The senior cop in the room shook his head. “My guys are going to be spending a lot of time in court.”

    “Testifying is their job, and besides, most will plead — “

    “Nah. As defendants. They do that all the time.”

  4. Cynthia

    I believe that in comparing cops to a barrel of apples – at least in Houston – if you include all cops your barrel will be predominantly good apples. If, however, you narrow that barrel to DWI task force officers and narcs (narcotics officers), you will be hard pressed to find an honest one in the barrel, and even then, it’ll depend on the topic.

    As far as the stories – you cannot believe what you read or see in and on the news. They give some juicy parts & make the story fit their perception or belief. I’ve tried cases and watched trial, then read about them in the news and wondered what trial the reporter had seen because it couldn’t have been the s/he reported on.

    I don’t think we can really judge based on news reports (which is a good reason we, as defense lawyers, don’t want our jurors following the case they sit on in the news – generally it is written more from a prosecution perspective – except as it involves cops.)

  5. SHG

    We’re not really judging much of anybody, but rather making a commentary about disparate treatment of police versus other people.  The whole game thing in the beginning of the post was more a mechanism to juxtapose the two cases used to make a point, and not really a game.  There isn’t even a prize for winning.  Hope that you aren’t disappointed.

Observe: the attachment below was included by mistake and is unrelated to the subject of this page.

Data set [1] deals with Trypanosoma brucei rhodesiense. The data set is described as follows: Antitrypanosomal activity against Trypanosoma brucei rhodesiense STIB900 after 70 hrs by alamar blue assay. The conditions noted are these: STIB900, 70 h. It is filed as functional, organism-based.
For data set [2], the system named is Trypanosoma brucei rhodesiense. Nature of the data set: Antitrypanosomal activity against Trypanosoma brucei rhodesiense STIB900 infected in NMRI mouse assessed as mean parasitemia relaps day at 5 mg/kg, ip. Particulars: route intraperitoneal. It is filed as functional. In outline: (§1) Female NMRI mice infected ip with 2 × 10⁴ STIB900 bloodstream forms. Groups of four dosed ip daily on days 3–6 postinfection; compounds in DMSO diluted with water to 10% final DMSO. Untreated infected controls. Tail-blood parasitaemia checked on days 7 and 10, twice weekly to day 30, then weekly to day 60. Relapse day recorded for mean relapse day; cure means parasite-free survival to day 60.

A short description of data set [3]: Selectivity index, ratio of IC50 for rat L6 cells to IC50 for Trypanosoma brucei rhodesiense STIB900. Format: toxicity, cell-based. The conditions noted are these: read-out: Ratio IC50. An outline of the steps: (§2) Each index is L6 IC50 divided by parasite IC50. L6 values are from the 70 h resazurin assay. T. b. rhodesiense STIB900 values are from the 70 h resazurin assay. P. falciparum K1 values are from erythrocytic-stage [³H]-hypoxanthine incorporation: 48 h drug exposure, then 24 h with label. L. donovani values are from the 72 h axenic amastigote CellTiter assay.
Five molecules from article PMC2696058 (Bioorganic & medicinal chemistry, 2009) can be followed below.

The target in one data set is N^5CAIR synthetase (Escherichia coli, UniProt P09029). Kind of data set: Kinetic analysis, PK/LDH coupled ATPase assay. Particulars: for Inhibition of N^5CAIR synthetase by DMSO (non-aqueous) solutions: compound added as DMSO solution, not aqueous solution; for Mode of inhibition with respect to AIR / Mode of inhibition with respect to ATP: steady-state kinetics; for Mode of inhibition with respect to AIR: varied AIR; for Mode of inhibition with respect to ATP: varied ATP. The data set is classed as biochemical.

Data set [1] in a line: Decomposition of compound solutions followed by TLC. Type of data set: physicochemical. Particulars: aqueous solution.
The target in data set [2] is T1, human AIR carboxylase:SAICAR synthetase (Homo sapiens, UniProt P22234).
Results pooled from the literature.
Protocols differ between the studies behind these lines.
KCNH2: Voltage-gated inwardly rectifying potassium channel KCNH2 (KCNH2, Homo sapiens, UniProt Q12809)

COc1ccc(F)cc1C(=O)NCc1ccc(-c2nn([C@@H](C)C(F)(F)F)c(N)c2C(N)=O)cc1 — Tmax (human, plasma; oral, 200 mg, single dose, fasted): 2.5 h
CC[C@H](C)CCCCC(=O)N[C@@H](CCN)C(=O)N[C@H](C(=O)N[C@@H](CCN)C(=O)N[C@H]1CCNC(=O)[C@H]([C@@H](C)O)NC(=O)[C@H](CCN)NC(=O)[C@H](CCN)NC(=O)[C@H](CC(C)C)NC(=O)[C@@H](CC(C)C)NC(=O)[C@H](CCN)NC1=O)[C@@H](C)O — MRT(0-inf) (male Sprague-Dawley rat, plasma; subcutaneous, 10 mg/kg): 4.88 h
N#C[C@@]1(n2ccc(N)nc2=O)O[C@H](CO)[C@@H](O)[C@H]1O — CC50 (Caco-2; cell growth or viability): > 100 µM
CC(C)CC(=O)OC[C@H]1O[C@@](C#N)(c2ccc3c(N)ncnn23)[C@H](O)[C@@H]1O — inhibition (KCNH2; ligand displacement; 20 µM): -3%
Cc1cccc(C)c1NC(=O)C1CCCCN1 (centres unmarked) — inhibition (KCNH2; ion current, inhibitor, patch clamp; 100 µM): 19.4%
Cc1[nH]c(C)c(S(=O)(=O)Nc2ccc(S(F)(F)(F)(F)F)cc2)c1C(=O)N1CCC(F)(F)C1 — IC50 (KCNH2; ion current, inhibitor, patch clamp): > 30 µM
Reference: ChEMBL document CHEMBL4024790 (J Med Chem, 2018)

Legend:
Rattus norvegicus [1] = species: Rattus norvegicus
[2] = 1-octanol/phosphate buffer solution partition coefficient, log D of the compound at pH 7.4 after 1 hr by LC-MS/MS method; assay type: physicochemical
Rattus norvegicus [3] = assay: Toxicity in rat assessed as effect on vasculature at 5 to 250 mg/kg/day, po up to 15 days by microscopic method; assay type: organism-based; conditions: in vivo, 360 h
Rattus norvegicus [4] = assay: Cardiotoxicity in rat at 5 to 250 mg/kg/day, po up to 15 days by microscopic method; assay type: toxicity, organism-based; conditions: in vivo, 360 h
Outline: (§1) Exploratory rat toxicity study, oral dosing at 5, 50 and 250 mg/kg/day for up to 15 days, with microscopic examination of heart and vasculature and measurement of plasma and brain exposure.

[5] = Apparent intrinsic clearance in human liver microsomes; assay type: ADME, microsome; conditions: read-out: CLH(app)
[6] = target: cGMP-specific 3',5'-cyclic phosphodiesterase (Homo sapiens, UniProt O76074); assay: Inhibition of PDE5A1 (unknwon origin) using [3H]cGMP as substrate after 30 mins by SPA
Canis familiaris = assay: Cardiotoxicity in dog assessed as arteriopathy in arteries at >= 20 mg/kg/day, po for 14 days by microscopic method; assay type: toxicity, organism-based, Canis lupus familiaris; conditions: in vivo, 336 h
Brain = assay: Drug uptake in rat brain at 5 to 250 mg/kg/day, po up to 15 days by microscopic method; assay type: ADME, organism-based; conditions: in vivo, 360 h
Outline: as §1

6. Cynthia

    I totally understand. I guess I was making a separate point. I agree with the disparate treatment. One of the comments in the article said there was no evidence that the woman was abused, and I was responding to that.

    Great blog, BTW! Enjoy it.

  7. SHG

    I believe that was the prosecutor’s position, that she wasn’t abused.  And glad you enjoy the blog.  I try.

  8. Cynthia

    I meant one of the comments a reader posted in the paper following the article. Thanks to your interesting article, I blogged on it. (I am friends with Mark Bennett – and a former HCCLA president.

  9. SHG

    I see that you’ve written a post about it on your blog.  I agree that what happens in the courtroom is never quite the same as what appears in the press reports, but since I can’t be in every courtroom to see for myself, I have to make do.  But your point is well taken.

  10. Packratt

    The interestingly sad thing about that Jay Olsen case is that, if he claimed he was afraid because the man he shot was running towards him menacingly…

    Why is it that the bullet hit Shonto Pete, the man he shot, in the back of the head?

    There were actually a LOT of disturbing things about that case which weren’t in the news report you cited though… (I covered a bit of it here.) But that’s the thing about the media, often they have a bias towards police like juries do too.

  11. Jim Keech

    Ummm..Would the facts that the officer was 1) off duty, 2) intoxicated, 3) had chased the man a few blocks, 4) never called for backup, and 5) fired five shots (4 missed) in a residential area help?